eSchool+ Initiative tracker finds widespread discrepancies in school’s COVID-19 policies

In an analysis of all 50 states’ policies regarding masking in schools, requiring COVID-19 vaccines for eligible students and teachers, and providing COVID-19 services in the school environment, researchers from the Johns Hopkins University has discovered widespread disagreement and variation not only between states but also within states themselves, as individual districts adopt policies that conflict with the guidelines of their own governors.

“The COVID-19 virus doesn’t care about school districts or state lines,” said Megan Collins, a bioethicist and associate professor of medicine at the Wilmer Eye Institute who is co-director of the Johns Hopkins Consortium for School-Based Health Solutions. “The current uncoordinated approach has put us in a third year of education impacted by the coronavirus and we are rapidly approaching a fourth. Our goal is to provide useful, reliable information for education and public health policy stakeholders and researchers, teachers, school staff , and parents from all over the country — anyone who works or thinks about kids going back to school and staying there.”

“The discrepancy between state and district policies can lead to trust issues for parents and teachers as they are told one thing from the state, and often quite another from their school district.”

Megan Collins

Co-Director, Consortium for School-Based Health Solutions

The analysis uses information from a new online tracker launched by the Johns Hopkins eSchool+ Initiative that examines state policies related to masking in schools, COVID-19 vaccines for eligible students and teachers, and COVID-19 services offered in the school environment in all 50 states, the District of Columbia, the Bureau of Indian Education, and major US territories. The tracker also includes details of 56 index school districts selected from 20 states, representing the lowest and highest poverty rates, as well as the largest school district in each state.

Currently, the tracker lists North Dakota as the only state to ban individual districts from requiring masks in schools. Similar bans on masks in Florida, Oklahoma, have been suspended pending the outcome of lawsuits seeking to undo them. South Dakota and Oklahoma ban a vaccine mandate. But the JHU researchers found clear variations at the district level and identified 46 cases where district masking or vaccination policies were inconsistent with their state’s policies.

“The discrepancy between state and district policies can lead to trust issues for parents and teachers as they are told one thing from the state, and often quite another from their school district,” Collins said. The tracker also includes information about school-based testing and vaccination availability, and whether virtual/hybrid learning options are offered to students based on state or district mask or vaccination policies.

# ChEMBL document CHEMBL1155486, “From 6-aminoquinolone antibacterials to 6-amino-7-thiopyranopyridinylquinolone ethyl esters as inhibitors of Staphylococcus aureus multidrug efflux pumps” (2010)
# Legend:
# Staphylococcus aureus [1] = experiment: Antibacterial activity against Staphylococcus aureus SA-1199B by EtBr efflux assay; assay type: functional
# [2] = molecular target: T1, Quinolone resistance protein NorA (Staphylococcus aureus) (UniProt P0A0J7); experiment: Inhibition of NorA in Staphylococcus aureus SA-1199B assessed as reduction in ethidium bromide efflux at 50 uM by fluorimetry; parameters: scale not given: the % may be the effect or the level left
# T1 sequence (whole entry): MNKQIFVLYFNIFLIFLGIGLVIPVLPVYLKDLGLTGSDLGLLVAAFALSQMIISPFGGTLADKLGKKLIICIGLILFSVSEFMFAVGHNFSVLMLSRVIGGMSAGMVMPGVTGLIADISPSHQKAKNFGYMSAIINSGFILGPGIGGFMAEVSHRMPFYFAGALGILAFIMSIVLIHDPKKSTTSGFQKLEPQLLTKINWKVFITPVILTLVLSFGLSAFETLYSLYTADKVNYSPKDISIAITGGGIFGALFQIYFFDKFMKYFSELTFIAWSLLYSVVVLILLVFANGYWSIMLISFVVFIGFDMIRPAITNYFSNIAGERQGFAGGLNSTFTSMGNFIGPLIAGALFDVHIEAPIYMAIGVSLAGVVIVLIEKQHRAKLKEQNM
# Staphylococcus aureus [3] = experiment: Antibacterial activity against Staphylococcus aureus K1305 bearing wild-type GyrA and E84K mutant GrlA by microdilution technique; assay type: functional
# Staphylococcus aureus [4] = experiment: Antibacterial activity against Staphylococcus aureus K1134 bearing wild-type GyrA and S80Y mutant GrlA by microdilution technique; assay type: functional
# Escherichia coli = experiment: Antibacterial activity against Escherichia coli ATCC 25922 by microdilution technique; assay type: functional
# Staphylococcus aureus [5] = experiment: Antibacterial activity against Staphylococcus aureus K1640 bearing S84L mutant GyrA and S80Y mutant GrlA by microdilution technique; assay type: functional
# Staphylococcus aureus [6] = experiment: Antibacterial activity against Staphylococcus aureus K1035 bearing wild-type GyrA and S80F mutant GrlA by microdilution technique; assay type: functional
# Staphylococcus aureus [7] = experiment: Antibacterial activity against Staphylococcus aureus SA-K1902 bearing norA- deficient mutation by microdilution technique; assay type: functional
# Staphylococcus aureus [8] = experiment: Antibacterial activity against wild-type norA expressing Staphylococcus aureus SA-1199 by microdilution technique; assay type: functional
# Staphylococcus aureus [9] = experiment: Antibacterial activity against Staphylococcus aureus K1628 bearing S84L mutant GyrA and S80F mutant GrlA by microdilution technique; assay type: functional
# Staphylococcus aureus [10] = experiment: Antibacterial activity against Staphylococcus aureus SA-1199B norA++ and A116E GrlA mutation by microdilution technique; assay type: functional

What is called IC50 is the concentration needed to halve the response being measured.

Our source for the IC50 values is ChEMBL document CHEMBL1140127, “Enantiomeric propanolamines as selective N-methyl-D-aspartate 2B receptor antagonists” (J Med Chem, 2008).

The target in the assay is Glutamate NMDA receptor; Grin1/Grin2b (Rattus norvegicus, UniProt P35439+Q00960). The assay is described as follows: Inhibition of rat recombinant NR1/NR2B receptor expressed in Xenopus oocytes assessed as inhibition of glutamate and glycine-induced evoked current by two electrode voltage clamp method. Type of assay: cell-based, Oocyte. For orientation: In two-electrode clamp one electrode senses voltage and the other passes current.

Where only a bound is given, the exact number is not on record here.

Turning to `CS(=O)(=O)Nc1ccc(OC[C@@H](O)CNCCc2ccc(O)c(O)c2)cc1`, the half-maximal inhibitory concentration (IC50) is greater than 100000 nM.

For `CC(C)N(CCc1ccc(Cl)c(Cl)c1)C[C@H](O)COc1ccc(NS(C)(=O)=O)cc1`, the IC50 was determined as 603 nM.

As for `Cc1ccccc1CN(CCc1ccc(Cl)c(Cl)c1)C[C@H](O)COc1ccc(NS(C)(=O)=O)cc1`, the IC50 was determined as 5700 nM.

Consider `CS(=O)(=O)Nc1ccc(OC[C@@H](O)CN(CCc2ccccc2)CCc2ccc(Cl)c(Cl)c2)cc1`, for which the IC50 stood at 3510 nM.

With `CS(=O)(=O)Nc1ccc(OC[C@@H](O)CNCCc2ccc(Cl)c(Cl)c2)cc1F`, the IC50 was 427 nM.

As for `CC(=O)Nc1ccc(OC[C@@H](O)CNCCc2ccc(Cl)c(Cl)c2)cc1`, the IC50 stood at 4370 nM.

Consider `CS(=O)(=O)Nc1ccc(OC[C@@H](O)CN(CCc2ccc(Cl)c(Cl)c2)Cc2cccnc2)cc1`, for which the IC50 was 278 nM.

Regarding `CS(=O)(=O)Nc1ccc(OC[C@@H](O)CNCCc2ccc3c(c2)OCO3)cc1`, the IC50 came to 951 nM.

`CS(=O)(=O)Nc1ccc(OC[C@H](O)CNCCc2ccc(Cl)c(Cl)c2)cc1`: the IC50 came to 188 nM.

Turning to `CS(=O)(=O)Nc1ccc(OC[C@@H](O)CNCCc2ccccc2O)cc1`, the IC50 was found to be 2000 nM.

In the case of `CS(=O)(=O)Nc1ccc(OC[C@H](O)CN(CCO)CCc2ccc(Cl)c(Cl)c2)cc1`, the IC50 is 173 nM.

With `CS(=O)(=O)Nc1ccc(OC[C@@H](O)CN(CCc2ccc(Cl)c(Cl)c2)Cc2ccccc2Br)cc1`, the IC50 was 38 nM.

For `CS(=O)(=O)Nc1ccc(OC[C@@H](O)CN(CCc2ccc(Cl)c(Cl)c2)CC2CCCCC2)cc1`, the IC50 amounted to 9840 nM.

“While all children have suffered from this pandemic, underprivileged children have suffered the most,” said Ruth Faden, founder of the Johns Hopkins Berman Institute of Bioethics. “However, in terms of mask and vaccine policies, the largest differences appear to vary by school district size, rather than poverty or wealth. We found that the largest districts require masks and vaccination from teachers at much higher levels than smaller districts, regardless the poverty level.”

The study also found that, as with other pandemic policies, the governor matters. While 65% of states with Democratic governors require teacher and student masking, only 10% of states with Republican governors do. Similarly, 35% of states with Democratic governors require teachers to have COVID-19 vaccination; 3% of states with Republican governors do.

“The team’s work aims to draw attention to the accumulating data on schools’ COVID-19 policies, and to explore which policies threaten to exacerbate existing inequalities in access to educational resources,” said Annette. Campbell Anderson, deputy director of the Johns Hopkins Center for Safe & Healthy Schools and a professor in the School of Education. “We want to share the pulse of what’s happening across the country as policymakers analyze the landscape for 2022 and think about appropriate actions.”

The tracker is updated weekly. The Johns Hopkins eSchool+ Initiative was founded in the early months of the COVID-19 pandemic as an interdisciplinary effort to develop guidelines for schools and policy stakeholders to think responsibly and fairly about students during school closures and reopenings. The initiative includes broad representation from the Johns Hopkins Schools of Education, Public Health and Medicine, the Berman Institute of Bioethics and the Center for Civic Impact, which brings together expertise in ethics, justice and structural injustice, education, health care in schools , food security and public health policy.

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